WCT: Having interviewed many female top-rated performers, there's a common thread I've found: To many of them, it's a man's world. Do you agree?
Jamie Anderson: It can be a sexist world, for sure, but I've been lucky and have been in many places where it was a woman's world.
WCT: In your experience, did the female performers at the larger festivals get along offstage?
Jamie Anderson: Yes. Some have been very supportive and I talk about that in the book. There was one performer who was really rude to me, but I don't mention her by name.
WCT: What three things have you learned from your colleagues Kate Clinton and Melissa Etheridge?
Jamie Anderson: Truth be told, while it was exciting to meet them both and to share a stage with Kate, I've learned more from artists like Holly Near and Meg Christianhow to be entertaining, for one, and how to introduce important issues in a way that leaves an audience uplifted. I've also learned how to be gracious with fans. I've seen Holly Near get stopped numerous times by fans and she always listens and thanks them.
WCT: Speaking of Melissa, your first time meeting her was an interesting [situation]. If given the chance to do it all over again, would you do anything differently?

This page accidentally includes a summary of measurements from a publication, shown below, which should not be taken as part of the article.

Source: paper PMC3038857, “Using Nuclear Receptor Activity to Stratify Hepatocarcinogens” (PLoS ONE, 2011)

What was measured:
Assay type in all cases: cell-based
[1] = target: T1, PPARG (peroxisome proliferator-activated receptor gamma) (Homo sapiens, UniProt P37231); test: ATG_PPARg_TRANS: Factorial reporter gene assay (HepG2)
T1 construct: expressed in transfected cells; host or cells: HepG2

Jamie Anderson: Probably not. I was an awkward mess, for sure, but I'm sure she gets that all the time.
WCT: You have a section on your website that is labeled, "Gets Bored Easily." How true is that statement? We want examples.
Jamie Anderson: [It's] a joke. If I'm really interested in something, I can focus for hoursa good book, writing a song, hearing a great performer, etc.
WCT: The comedy song "Run" was inspired by your Facebook fans. That could've been dangerous, but in your case, it was hilarious!
Jamie Anderson: I asked my Facebook friends when they knew a relationship was over. I got a lot of funny answers, and some that were bittersweet, that I thought would make a good song. And who hasn't met our best friend's new love and thought, "Ooh, she should run?"
WCT: It's been almost 30 years since the start of your career. If you could go back and do two things over again, what would they be?
Jamie Anderson: I would've been more diligent about learning guitar technique. I'm a decent player, but I could be so much better if I'd really studied early on. I honestly can't think of anything else I would've done differently. Even if something didn't have the expected outcome, I learned something from it.
WCT: What is in your future that you've left to cover but won't stop until you do?
Jamie Anderson: I'd love to learn to play that banjo I've had stashed in my closet for years. Also, I've got a lot more books in me. I'm currently working on one about women's music.
Drive All Night is available via Bella Books. Find out more about Jamie Anderson by visiting her website: www.jamieanderson.com .